In the 19th century, the grizzly was classified as 86 distinct species. However, by 1928 only seven grizzlies remained and by 1953 only one species remained globally. However, modern genetic testing reveals the grizzly to be a subspecies of the brown bear. Rausch found. Therefore, everywhere it is the "brown bear". In 1963 Rausch reduced the number of North American subspecies to one, Ursus arctos middendorffiFurther testing of Y-chromosomes is required to yield an accurate new taxonomy with different subspecies. Coastal grizzlies referred to by the popular but geographically redundant synonym of "brown bear" or "Alaskan brown bear" are larger and darker than inland grizzlies, why they, were considered a different species from grizzlies. Kodiak grizzly bears were at one time considered distinct. Therefore, at one time there were five different "species" of brown bear, including three in North America. Most adult female grizzlies weigh 130 -- 180 kg. Average total length in this subspecies is 198 cm, with an average shoulder height of 102 cm and hindfoot length of 28 cm.
Newborn bears may weigh less than 500 grams. In the Yukon River area, mature female grizzlies can weigh as little as 100 kg. One study found that the average weight for an inland male grizzly was around 272 kilograms and the average weight for a coastal male was around 408 kilograms. For a female, these average weights would be 136 kilograms inland and 227 kilograms coastal, respectively. On the other hand, an occasional huge male grizzly has been recorded which exceeds ordinary size, with weights reported up to 680 kg. A large coastal male of this size may stand up to 3 metres tall on its hind legs and be up to 1.5 metres at the shoulder. Although variable in color from blond to nearly black, grizzly bear fur is brown with darker legs and white or blond tipped fur on the flank and back. A pronounced hump appears on their shoulders. Aside from the distinguishing hump a grizzly bear can be identified by a "dished in" profile of their face with short, rounded ears, whereas a black bear has a straight face profile and longer ears.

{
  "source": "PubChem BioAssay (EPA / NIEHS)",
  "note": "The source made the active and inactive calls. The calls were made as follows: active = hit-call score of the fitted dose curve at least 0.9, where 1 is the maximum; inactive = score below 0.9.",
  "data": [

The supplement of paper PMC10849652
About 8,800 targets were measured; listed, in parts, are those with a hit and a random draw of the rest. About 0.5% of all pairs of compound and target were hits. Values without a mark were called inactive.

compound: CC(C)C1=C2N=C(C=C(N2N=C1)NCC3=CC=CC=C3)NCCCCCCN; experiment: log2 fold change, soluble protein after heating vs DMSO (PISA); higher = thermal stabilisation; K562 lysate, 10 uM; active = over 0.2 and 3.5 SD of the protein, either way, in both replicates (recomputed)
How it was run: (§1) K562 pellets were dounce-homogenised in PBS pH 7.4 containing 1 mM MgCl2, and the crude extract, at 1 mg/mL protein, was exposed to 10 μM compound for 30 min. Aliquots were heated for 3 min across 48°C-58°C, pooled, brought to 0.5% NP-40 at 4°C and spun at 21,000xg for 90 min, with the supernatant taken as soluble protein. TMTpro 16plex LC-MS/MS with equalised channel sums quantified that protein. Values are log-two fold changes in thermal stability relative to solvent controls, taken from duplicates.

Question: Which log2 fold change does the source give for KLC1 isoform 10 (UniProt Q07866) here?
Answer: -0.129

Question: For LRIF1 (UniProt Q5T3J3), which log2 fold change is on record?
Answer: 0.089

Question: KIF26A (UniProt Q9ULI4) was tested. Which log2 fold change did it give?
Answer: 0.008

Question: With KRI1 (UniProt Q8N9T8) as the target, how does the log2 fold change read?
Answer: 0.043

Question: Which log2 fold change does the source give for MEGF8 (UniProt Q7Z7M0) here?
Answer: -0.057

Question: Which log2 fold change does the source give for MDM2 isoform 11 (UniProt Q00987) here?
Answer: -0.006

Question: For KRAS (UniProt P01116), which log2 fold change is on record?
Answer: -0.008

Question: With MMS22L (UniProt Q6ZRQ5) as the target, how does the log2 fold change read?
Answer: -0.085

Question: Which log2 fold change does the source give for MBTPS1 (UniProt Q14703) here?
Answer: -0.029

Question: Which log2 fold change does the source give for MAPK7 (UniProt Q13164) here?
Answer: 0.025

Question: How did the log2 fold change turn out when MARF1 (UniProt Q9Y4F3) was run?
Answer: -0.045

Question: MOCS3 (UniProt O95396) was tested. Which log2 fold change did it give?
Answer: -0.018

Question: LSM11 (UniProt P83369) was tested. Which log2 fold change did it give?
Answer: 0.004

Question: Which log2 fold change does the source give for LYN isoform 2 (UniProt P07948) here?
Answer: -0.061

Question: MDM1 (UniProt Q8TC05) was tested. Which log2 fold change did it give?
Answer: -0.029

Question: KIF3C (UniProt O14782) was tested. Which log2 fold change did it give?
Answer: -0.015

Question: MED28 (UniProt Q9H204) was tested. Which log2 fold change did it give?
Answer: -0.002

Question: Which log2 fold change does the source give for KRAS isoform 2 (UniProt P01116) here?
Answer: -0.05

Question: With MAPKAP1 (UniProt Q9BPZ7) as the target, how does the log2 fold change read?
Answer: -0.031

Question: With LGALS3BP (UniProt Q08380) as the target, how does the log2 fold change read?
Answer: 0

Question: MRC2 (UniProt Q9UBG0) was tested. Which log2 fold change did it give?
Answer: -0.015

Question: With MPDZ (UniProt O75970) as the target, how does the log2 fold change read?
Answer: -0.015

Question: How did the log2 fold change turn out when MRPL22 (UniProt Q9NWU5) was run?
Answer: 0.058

A grizzly bear can be identified by its rump, lower than its shoulders, while a black bear's rump is higher. A grizzly bear's front claws measure about 2–4 inches in length and a black bear's measure about 1–2 inches in length. Brown bears are found in Asia and North America, giving them the widest ranges of bear species, they inhabited North Africa and the Middle East. In North America, grizzly bears ranged from Alaska down to Mexico and as far east as the western shores of Hudson Bay, it is most found in Canada. In Canada, there are 25,000 grizzly bears occupying British Columbia, the Yukon, the Northwest Territories and the northern part of Manitoba. An article published in 1954 suggested they may be present in the tundra areas of the Ungava Peninsula and the northern tip of Labrador-Quebec. In British Columbia, grizzly bears inhabit 90% of their original territory. There were 25,000 grizzly bears in British Columbia when the European settlers arrived. However, population size has since decreased due to hunting and habitat loss.